In 1990 when I was doing research for the second edition of my book Middle Land Middle Way: A Pilgrim’s Guide to the Buddha’s India I first heard about the unremarkable little village of Silao, roughly halfway between Rajgir and Nalanda. I had found an article in an old copy of Epigraphica Indica of 1934 reporting that a badly damaged statue of Mahakassapa had been found in the village. There was a picture of the statue and of its inscription and a translation of it. Part of the inscription reads: “He who, after taking on human form solely for the benefit of others and who attained Nirvana on the charming hill of Gurupada, that very Maha Kassapa, here shines forth.” Originally the statue must have been of Mahakassapa kneeling to worship the Buddha. It is the only statue of the Buddha’s chief disciple ever found in India and its find-place confirmed what Samyutta Nikaya II,220 says that the first meeting between the Buddha and Mahakassapa took place somewhere between Rajgir and Nalanda. A few months later I was in India and I went to Silao to see if I could locate the statue. I couldn’t and no one in the village had ever heard of it. I spent a frustrating half a day in the general area checking local tree shrines and small mandiras where old fragments of sculpture are often placed, but without luck. Nonetheless, in the 1992 revised version of Middle Land Middle Way I mention Sialo as the place where the momentous encounter between the Buddha and Mahakassapa took place (page 110).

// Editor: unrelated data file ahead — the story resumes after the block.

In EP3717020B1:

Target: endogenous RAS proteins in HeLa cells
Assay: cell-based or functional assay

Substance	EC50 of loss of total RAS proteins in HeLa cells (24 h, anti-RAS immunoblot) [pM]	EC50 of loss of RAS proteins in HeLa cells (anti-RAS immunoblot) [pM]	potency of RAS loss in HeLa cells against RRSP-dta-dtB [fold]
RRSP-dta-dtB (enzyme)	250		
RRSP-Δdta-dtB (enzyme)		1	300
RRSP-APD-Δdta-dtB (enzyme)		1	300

Therefore it is with real surprise and delight that I have come to know that several Buddhist enthusiasts have just recently rediscovered the statue and there are moves to display it properly and establish a Mahakassapa Park near the village. If this project is managed properly it will bring some revenue to an otherwise very poor village and become an extra interesting stop for Buddhist pilgrims visiting Rajgir and Nalanda. Let’s keep our fingers crossed.